First Things First

WILLIAM BURKE lectures on economics at McCoy College, .Johns Hopkins University. This is his first appearance in the ATLANTIC.

There’s one problem that headline readers and other students of Oriental history thought they had licked until the Koreans came along. I’m referring, of course, to the important question of where to put an Oriental statesman’s last name — first or last.

Naturally, a hard-and-fast rule has always told us to put a Chinese last name first and to put a Japanese last name last, so that we would never dream, for instance, of speaking of Tse-tung Mao or Kai-shek Chiang. The Chinese, after all, developed an honorable tradition in putting last names first, and woe betide the Oriental who ever dared reverse the procedure. But then along came those Westernizing Japanese, and the first silly thing they did was to put their last names last. Even some of the Chinese fell under the spell of this fad; for example, those two enchantingly named ornaments of diplomacy, Wellington Koo and Hollington Tong. Aside from these few mavericks, plus the ninety million Japanese, there seemed to be no exceptions to the ancient Chinese tradition. But we reckoned without the Koreans.

Well, the Koreans are not called the Irish of the Far East for nothing. For imaginativeness and ingenuity in name shifting, they can’t be outdone; in other words, you never can tell when they are going to put their last names first or vice versa. Nonetheless, we can detect in their actions a faint glimmer of consistency, which permits us to state Two Rules of Korean Last-name Placement.

Rule No. 1. Korean statesmen are entitled to put their last names last after one month’s residence in the United States. This rule encompasses not only the well-known case of that longtime resident, Syngman Rhee, but also several seemingly contradictory cases that developed during the Korean War. At that time, as all name-droppers will remember, three different interpretations of our rule were called into play. The ambassador, alter a short residence here, reversed his name in the Western manner; the premier, after a week’s stay, returned home with his Korean name inviolate, but the then chief of staff (General Pak Sun-yup) announced in the midst of an American tour that he would temporarily reverse his name because he was tired of being called General Yup. So far, no problem. But the Koreans, like the Irish, find it impossible not to introduce politics into any situation, and so have recently forced us to develop a second rule.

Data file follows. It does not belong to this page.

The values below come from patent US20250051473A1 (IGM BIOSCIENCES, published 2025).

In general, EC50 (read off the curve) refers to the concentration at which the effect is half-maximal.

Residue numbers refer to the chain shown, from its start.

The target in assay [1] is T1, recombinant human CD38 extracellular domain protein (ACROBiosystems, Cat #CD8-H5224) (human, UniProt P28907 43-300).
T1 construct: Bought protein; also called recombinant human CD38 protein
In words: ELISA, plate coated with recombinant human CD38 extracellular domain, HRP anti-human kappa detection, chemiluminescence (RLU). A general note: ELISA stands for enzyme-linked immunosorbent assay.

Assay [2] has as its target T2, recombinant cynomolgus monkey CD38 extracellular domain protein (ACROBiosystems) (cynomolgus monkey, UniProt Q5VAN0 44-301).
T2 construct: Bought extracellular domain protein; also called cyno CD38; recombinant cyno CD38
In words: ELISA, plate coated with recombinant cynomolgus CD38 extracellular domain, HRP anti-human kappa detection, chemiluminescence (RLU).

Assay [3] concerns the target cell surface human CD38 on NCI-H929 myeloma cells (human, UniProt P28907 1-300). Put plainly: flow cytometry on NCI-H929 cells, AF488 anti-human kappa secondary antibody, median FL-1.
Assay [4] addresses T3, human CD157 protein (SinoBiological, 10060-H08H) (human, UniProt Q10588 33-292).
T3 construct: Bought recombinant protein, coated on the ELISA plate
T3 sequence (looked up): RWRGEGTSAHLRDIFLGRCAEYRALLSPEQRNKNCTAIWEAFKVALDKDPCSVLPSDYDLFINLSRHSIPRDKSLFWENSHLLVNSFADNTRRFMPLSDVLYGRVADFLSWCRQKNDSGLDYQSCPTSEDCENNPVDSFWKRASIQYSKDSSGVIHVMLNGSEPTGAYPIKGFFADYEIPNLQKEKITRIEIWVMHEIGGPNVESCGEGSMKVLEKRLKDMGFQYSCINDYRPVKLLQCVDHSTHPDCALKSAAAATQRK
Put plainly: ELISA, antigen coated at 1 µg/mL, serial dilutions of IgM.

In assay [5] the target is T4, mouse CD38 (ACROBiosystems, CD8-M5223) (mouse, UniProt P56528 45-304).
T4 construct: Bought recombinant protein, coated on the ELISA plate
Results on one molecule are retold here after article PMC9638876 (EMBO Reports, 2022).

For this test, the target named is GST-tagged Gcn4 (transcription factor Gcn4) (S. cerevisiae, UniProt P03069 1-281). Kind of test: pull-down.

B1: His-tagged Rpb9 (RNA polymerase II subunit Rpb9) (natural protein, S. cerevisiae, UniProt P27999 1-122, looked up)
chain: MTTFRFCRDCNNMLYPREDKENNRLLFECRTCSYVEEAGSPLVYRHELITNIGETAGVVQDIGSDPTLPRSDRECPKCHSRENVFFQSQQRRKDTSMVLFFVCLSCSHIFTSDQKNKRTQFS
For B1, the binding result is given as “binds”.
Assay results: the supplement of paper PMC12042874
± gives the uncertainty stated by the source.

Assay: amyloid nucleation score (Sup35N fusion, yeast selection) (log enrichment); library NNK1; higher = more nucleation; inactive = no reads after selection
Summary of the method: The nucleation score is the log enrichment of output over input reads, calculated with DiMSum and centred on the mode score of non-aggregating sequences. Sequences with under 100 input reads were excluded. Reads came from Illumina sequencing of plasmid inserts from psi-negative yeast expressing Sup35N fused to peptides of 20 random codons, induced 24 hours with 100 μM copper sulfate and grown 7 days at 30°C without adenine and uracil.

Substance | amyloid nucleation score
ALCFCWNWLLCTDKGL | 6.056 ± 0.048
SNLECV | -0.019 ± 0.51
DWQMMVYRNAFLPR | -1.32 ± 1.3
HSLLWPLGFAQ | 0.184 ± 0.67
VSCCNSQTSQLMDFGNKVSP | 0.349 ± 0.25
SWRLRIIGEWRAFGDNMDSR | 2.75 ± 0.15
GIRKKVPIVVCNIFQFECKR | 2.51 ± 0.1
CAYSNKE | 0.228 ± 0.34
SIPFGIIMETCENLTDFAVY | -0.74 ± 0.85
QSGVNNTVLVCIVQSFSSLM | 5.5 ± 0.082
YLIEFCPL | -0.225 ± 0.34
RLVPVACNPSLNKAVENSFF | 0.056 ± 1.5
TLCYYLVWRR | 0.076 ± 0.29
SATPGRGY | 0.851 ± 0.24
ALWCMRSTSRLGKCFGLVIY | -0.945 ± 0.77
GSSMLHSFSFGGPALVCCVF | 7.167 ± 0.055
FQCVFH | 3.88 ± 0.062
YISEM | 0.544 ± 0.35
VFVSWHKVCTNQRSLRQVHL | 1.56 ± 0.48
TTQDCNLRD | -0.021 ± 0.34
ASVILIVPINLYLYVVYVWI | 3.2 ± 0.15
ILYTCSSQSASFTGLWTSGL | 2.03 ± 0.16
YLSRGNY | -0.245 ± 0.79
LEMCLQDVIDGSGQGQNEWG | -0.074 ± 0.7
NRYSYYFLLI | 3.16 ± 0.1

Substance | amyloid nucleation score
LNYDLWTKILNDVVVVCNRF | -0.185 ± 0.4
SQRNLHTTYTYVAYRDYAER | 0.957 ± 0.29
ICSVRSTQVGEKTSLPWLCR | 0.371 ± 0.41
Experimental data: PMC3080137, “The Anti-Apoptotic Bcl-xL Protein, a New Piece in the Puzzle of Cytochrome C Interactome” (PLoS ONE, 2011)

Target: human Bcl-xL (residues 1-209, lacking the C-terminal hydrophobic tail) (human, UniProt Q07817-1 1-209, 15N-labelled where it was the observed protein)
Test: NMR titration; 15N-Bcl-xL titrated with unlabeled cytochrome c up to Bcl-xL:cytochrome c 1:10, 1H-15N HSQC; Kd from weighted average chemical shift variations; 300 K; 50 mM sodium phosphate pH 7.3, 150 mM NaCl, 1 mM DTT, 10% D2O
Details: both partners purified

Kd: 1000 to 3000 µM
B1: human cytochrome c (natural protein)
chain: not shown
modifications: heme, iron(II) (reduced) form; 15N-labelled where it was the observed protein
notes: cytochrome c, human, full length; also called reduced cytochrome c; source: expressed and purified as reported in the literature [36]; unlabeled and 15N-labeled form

Rule No. 2. Korean statesmen who place their last names last will, after a suitable interval, be removed from office by last-name-first Koreans. The workings of this rule were demonstrated vividly in 1960 when Syngman Rhee was removed from office, and again when John M. Chang (last name last) was replaced by Chang Do-yung (last name first). Now, some name-callers may argue that this rule does not apply because last-name-first Chang was replaced by another last-name-firster, Pak Jung-hi. We reject that argument, however; the truth is that Chang either was not allowed enough time to reverse his name or else was mistaken for the previously deposed, last-name-last Chang.

All of this discussion leads to the statement of an important new Oriental law, to wit: All Orientals residing on islands (such as Mr. Rhee in Hawaii and the ninety million Japanese in Japan) place their last names last, and all Orientals residing on the mainland place their last names first. The exceptions to this law are minor and can quickly be disposed of. The new Korean government can easily demonstrate the validity of this law by shipping Mr. Chang off to Hawaii to keep Mr. Rhee company; in fact, it may decide to ship the other Chang along too. And, if I am not mistaken, Mr. Chiang on Formosa has already stated his willingness to demonstrate this law by rejoining the last-namefirst contingent on the mainland.